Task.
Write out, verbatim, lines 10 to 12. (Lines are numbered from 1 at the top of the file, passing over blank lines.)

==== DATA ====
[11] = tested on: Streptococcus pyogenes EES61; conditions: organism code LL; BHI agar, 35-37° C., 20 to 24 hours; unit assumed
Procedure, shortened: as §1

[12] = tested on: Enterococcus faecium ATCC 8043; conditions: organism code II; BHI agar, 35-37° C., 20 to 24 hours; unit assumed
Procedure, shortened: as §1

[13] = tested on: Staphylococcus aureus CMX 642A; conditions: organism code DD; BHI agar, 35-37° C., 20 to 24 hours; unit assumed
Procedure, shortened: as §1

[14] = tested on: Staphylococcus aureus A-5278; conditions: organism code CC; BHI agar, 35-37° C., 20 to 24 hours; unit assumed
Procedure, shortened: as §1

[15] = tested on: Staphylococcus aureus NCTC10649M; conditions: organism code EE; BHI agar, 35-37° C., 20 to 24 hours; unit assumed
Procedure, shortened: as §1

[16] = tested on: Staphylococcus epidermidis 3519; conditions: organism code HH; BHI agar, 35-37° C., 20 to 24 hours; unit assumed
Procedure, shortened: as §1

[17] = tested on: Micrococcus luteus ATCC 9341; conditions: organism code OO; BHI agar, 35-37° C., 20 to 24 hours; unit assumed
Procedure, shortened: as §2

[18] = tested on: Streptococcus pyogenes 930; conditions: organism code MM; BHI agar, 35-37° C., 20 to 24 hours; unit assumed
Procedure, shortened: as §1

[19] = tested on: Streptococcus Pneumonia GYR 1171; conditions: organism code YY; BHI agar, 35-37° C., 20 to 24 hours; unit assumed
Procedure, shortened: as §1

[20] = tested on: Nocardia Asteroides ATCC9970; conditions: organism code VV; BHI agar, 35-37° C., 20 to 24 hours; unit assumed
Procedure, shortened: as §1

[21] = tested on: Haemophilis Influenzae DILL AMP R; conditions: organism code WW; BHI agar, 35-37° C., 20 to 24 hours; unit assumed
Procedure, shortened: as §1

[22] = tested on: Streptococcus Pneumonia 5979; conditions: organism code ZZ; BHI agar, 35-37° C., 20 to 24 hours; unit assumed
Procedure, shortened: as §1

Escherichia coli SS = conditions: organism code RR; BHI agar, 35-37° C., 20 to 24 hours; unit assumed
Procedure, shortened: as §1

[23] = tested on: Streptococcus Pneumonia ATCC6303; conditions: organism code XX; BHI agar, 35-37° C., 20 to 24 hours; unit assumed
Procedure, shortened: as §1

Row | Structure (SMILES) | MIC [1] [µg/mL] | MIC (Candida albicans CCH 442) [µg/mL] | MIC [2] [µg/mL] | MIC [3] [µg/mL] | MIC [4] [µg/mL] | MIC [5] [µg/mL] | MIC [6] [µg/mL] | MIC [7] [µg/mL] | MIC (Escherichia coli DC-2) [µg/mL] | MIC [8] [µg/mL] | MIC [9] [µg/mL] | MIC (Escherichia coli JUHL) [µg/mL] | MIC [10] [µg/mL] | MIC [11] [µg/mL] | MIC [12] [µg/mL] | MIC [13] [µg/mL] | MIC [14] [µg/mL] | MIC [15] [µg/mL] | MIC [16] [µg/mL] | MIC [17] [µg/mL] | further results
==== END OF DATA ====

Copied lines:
Procedure, shortened: as §1

[16] = tested on: Staphylococcus epidermidis 3519; conditions: organism code HH; BHI agar, 35-37° C., 20 to 24 hours; unit assumed
Procedure, shortened: as §1